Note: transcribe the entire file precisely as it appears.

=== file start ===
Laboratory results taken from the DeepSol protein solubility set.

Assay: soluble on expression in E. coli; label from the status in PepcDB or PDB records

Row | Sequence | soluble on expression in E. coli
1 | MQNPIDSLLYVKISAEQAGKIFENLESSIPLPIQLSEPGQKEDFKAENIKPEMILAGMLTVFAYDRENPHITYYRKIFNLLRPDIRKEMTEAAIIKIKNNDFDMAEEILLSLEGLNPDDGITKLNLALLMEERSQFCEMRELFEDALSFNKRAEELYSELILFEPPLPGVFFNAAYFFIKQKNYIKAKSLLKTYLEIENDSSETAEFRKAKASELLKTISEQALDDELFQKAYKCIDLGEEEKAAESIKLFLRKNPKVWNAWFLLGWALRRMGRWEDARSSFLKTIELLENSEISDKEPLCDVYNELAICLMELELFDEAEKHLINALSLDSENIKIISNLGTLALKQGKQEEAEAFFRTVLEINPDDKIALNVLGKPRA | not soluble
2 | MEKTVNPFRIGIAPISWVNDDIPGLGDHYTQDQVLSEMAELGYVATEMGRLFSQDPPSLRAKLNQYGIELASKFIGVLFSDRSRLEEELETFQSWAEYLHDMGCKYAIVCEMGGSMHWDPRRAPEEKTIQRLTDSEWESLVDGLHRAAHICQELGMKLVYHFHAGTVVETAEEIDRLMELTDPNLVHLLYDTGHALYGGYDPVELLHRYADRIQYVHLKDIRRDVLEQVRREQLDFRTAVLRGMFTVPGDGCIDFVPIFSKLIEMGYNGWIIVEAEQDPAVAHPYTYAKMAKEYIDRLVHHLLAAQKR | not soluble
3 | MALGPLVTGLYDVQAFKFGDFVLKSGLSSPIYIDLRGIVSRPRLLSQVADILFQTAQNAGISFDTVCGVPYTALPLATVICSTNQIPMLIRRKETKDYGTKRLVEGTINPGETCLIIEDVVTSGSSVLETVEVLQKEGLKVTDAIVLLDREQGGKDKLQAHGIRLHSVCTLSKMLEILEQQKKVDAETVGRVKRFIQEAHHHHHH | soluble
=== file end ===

Laboratory results taken from the DeepSol protein solubility set.

Assay: soluble on expression in E. coli; label from the status in PepcDB or PDB records

Row | Sequence | soluble on expression in E. coli
1 | MQNPIDSLLYVKISAEQAGKIFENLESSIPLPIQLSEPGQKEDFKAENIKPEMILAGMLTVFAYDRENPHITYYRKIFNLLRPDIRKEMTEAAIIKIKNNDFDMAEEILLSLEGLNPDDGITKLNLALLMEERSQFCEMRELFEDALSFNKRAEELYSELILFEPPLPGVFFNAAYFFIKQKNYIKAKSLLKTYLEIENDSSETAEFRKAKASELLKTISEQALDDELFQKAYKCIDLGEEEKAAESIKLFLRKNPKVWNAWFLLGWALRRMGRWEDARSSFLKTIELLENSEISDKEPLCDVYNELAICLMELELFDEAEKHLINALSLDSENIKIISNLGTLALKQGKQEEAEAFFRTVLEINPDDKIALNVLGKPRA | not soluble
2 | MEKTVNPFRIGIAPISWVNDDIPGLGDHYTQDQVLSEMAELGYVATEMGRLFSQDPPSLRAKLNQYGIELASKFIGVLFSDRSRLEEELETFQSWAEYLHDMGCKYAIVCEMGGSMHWDPRRAPEEKTIQRLTDSEWESLVDGLHRAAHICQELGMKLVYHFHAGTVVETAEEIDRLMELTDPNLVHLLYDTGHALYGGYDPVELLHRYADRIQYVHLKDIRRDVLEQVRREQLDFRTAVLRGMFTVPGDGCIDFVPIFSKLIEMGYNGWIIVEAEQDPAVAHPYTYAKMAKEYIDRLVHHLLAAQKR | not soluble
3 | MALGPLVTGLYDVQAFKFGDFVLKSGLSSPIYIDLRGIVSRPRLLSQVADILFQTAQNAGISFDTVCGVPYTALPLATVICSTNQIPMLIRRKETKDYGTKRLVEGTINPGETCLIIEDVVTSGSSVLETVEVLQKEGLKVTDAIVLLDREQGGKDKLQAHGIRLHSVCTLSKMLEILEQQKKVDAETVGRVKRFIQEAHHHHHH | soluble